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The Size: 3 to 15 ft. tall, 10 ft. wide
Temperature & Humidity: Hardy in USDA Zones 8-11, the common myrtle is frost tender and hardy to 10 degrees Fahrenheit. It does not tolerate high humidity.
Lightning: Give the plant full to partial sun in a west or south-facing location sheltered from the cold, drying wind. If growing as a bonsai indoors, it will need a lot of light and air. Set in semi-shade outside in the hot summer. In autumn, bring inside a cool room where temperatures are around 50 degrees Fahrenheit. Place on a south-facing windowsill or beneath grow lights.
The Soil: Establish Myrtus communis in moist but well-drained soil. It will adapt to clay or sand, though, for best results, plant under glass in loam-based compost in filtered light with good ventilation. Beware of iron chlorosis in highly alkaline soil that has a pH higher than 8.3. If this occurs, lower the soil pH with a treatment of elemental sulfur or nitrogen fertilizer.
Watering: Water the root ball regularly (once a week or more) when the plant is young, but do not soak as this could also contribute to possible iron chlorosis. An older plant prefers a deeper watering every two to four weeks but can do well without water for shorter periods, as well.
Fertilizer: Outdoors, fertilize once a year in early spring. Indoors, use a liquid fertilizer weekly during the growing season. Watch the plant in the winter because if it's growing even a little bit, you may need to fertilize it every two weeks.
Reproduction: Propagate by seeds or semi-hardwood cuttings in summer. Sow seed under a cold frame in autumn. When new growth begins to firm up, clip non-flowering shoots. If a shoot is flowering, remove the buds first. Plant in a 50/50 mixture of sand and compost out of direct sunlight. Rooting takes six to 12 weeks. Pot each specimen in gritty compost and overwinter indoors in a frost-free location. Transplant outdoors or indoors in spring.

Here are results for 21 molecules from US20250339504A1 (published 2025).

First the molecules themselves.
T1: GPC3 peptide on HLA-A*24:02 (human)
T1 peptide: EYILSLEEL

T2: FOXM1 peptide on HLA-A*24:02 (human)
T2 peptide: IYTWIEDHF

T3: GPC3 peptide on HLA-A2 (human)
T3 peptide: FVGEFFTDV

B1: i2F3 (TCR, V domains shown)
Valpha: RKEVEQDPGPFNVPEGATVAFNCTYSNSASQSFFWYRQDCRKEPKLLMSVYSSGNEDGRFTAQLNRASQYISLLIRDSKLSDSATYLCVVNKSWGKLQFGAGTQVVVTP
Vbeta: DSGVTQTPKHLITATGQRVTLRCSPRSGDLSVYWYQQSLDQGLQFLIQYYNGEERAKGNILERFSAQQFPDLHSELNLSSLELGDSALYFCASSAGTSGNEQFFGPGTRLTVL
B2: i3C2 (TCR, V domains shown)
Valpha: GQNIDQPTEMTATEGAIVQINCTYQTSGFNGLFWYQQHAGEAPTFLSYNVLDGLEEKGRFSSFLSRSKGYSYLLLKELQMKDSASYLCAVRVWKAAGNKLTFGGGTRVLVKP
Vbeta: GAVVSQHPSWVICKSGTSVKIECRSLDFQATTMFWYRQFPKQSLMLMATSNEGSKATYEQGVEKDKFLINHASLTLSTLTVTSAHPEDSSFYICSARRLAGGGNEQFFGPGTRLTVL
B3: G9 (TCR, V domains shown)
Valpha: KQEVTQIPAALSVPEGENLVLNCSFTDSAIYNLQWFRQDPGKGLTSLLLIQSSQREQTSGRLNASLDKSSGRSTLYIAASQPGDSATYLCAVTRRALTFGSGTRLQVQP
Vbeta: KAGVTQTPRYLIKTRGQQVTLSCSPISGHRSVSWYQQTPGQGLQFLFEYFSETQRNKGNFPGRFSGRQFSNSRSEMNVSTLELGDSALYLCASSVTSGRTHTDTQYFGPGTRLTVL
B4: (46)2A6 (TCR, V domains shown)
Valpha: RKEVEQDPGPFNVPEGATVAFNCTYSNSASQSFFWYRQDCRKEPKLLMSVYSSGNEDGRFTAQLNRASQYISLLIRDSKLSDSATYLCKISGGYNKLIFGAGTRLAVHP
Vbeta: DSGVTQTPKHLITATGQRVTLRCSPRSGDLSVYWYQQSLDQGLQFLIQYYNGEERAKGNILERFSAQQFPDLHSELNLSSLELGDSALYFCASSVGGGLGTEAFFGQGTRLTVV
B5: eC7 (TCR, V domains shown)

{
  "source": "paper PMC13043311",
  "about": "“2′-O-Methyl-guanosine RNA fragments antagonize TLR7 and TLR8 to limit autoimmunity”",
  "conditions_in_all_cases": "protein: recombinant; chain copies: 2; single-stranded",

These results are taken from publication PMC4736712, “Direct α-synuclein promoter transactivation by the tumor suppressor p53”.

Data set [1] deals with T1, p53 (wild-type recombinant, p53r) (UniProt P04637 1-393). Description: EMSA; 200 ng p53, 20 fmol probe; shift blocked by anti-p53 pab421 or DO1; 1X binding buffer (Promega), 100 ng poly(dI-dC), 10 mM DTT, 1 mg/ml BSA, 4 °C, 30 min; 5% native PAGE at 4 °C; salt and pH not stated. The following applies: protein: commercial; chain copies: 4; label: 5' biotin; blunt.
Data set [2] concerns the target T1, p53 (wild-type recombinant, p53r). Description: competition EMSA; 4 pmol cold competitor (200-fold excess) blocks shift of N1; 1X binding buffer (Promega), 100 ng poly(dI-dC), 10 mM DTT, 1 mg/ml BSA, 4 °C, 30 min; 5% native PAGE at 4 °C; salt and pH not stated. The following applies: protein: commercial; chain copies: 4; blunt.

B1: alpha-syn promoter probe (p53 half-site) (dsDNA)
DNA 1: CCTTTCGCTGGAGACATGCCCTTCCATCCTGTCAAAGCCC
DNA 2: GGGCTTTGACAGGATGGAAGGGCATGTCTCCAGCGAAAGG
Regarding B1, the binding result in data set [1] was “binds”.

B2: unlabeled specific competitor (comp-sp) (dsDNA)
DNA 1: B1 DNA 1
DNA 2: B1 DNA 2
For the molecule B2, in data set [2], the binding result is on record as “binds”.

Transfer: The common myrtle can be trained in many bonsai styles, especially broom-style. Every two or three years, repot younger myrtles. Every three to five years, repot the older ones that have been producing more flowers and are likely getting a bit rootbound. Like the water, the soil mix needs to be lime-free. Add some peat or Kanuma to a normal soil mix.
Features of Care: Myrtus communis can be planted in a raised bed, in a container, grouped to form a hedge or border, or as a standalone accent. Drought-tolerant, deer resistant, and low-maintenance, Myrtle works well in a variety of garden types from city to coastal to cottage where it will fill out any sheltered, sunny space gracefully.
Difficulties: Generally, the common myrtle is pest-free outdoors. Sooty mold, which is the "honeydew" excrement from pests, can develop on the foliage to indicate a small scale insect invasion of sucking insects, such as whiteflies, aphids, and mealybugs. Thrips and spider mites may also appear, but in hot, dry weather. An indoor bonsai could be prone to an attack by pests, especially in a warm room that lacks light and moisture in the air.